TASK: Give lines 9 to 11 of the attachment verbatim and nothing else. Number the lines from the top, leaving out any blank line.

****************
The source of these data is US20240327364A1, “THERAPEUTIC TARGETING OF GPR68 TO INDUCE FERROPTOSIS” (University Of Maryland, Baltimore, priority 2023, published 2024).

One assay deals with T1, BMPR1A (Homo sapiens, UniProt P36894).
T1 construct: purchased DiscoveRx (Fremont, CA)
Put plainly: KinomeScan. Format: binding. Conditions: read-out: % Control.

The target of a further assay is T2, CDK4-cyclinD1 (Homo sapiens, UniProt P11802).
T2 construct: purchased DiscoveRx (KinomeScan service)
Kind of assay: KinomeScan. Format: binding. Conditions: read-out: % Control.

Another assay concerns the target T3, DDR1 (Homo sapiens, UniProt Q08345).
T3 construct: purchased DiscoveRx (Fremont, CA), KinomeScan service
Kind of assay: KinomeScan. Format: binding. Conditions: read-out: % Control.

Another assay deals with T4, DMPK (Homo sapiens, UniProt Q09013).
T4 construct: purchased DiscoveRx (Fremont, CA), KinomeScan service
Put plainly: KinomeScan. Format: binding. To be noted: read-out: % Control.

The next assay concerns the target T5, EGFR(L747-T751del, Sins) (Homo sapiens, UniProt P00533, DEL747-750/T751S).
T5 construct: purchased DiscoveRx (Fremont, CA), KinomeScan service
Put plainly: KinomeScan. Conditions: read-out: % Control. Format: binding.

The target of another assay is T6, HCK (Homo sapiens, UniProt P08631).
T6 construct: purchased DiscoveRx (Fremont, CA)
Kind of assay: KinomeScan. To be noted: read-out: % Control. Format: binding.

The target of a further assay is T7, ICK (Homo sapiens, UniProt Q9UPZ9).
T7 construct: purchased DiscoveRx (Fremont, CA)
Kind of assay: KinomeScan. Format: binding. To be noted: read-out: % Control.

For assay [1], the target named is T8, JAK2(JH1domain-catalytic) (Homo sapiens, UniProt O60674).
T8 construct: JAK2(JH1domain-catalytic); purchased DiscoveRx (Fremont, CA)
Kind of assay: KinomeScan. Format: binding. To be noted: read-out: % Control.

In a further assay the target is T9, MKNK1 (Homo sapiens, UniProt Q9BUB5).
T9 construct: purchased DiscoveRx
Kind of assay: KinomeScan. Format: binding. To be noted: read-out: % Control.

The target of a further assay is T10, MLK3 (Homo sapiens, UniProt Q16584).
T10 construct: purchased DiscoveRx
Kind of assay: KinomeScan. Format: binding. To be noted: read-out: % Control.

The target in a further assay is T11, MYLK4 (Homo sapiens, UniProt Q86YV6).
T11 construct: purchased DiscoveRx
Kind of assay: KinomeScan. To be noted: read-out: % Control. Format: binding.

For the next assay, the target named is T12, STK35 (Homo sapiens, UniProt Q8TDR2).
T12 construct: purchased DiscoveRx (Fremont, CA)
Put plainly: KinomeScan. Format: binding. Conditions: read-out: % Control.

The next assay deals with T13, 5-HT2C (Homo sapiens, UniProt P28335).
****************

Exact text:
T3 construct: purchased DiscoveRx (Fremont, CA), KinomeScan service
Kind of assay: KinomeScan. Format: binding. Conditions: read-out: % Control.

Another assay deals with T4, DMPK (Homo sapiens, UniProt Q09013).